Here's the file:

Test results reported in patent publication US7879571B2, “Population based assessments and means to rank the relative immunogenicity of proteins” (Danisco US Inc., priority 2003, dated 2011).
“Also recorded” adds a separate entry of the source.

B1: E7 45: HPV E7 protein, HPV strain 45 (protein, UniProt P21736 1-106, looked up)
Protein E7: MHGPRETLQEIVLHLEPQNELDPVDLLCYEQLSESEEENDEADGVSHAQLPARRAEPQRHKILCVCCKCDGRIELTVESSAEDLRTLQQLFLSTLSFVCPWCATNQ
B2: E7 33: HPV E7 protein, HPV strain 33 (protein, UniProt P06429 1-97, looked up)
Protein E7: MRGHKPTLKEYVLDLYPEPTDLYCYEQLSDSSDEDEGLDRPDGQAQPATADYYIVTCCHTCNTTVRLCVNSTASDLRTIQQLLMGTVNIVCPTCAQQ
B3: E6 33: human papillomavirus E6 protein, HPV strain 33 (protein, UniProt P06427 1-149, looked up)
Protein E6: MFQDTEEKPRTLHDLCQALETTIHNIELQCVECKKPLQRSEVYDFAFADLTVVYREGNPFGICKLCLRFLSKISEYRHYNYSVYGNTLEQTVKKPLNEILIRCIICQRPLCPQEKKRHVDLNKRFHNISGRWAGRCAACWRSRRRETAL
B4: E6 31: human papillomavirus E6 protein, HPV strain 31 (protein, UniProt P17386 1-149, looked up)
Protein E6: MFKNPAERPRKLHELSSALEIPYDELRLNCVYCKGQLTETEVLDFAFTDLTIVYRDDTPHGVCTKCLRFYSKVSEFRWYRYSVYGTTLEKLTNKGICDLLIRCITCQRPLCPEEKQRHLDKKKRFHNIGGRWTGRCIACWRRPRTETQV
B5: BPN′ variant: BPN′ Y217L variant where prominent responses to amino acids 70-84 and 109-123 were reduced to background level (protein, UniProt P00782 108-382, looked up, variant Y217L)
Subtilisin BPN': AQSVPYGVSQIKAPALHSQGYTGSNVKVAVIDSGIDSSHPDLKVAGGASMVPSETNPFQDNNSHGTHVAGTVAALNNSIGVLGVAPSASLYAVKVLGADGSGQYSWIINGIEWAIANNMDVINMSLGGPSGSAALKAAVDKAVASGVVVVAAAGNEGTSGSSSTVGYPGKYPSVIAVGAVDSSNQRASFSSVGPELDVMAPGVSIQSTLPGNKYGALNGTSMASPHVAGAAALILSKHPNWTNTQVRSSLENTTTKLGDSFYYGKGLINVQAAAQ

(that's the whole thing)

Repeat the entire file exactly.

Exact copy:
Test results reported in patent publication US7879571B2, “Population based assessments and means to rank the relative immunogenicity of proteins” (Danisco US Inc., priority 2003, dated 2011).
“Also recorded” adds a separate entry of the source.

B1: E7 45: HPV E7 protein, HPV strain 45 (protein, UniProt P21736 1-106, looked up)
Protein E7: MHGPRETLQEIVLHLEPQNELDPVDLLCYEQLSESEEENDEADGVSHAQLPARRAEPQRHKILCVCCKCDGRIELTVESSAEDLRTLQQLFLSTLSFVCPWCATNQ
B2: E7 33: HPV E7 protein, HPV strain 33 (protein, UniProt P06429 1-97, looked up)
Protein E7: MRGHKPTLKEYVLDLYPEPTDLYCYEQLSDSSDEDEGLDRPDGQAQPATADYYIVTCCHTCNTTVRLCVNSTASDLRTIQQLLMGTVNIVCPTCAQQ
B3: E6 33: human papillomavirus E6 protein, HPV strain 33 (protein, UniProt P06427 1-149, looked up)
Protein E6: MFQDTEEKPRTLHDLCQALETTIHNIELQCVECKKPLQRSEVYDFAFADLTVVYREGNPFGICKLCLRFLSKISEYRHYNYSVYGNTLEQTVKKPLNEILIRCIICQRPLCPQEKKRHVDLNKRFHNISGRWAGRCAACWRSRRRETAL
B4: E6 31: human papillomavirus E6 protein, HPV strain 31 (protein, UniProt P17386 1-149, looked up)
Protein E6: MFKNPAERPRKLHELSSALEIPYDELRLNCVYCKGQLTETEVLDFAFTDLTIVYRDDTPHGVCTKCLRFYSKVSEFRWYRYSVYGTTLEKLTNKGICDLLIRCITCQRPLCPEEKQRHLDKKKRFHNIGGRWTGRCIACWRRPRTETQV
B5: BPN′ variant: BPN′ Y217L variant where prominent responses to amino acids 70-84 and 109-123 were reduced to background level (protein, UniProt P00782 108-382, looked up, variant Y217L)
Subtilisin BPN': AQSVPYGVSQIKAPALHSQGYTGSNVKVAVIDSGIDSSHPDLKVAGGASMVPSETNPFQDNNSHGTHVAGTVAALNNSIGVLGVAPSASLYAVKVLGADGSGQYSWIINGIEWAIANNMDVINMSLGGPSGSAALKAAVDKAVASGVVVVAAAGNEGTSGSSSTVGYPGKYPSVIAVGAVDSSNQRASFSSVGPELDVMAPGVSIQSTLPGNKYGALNGTSMASPHVAGAAALILSKHPNWTNTQVRSSLENTTTKLGDSFYYGKGLINVQAAAQ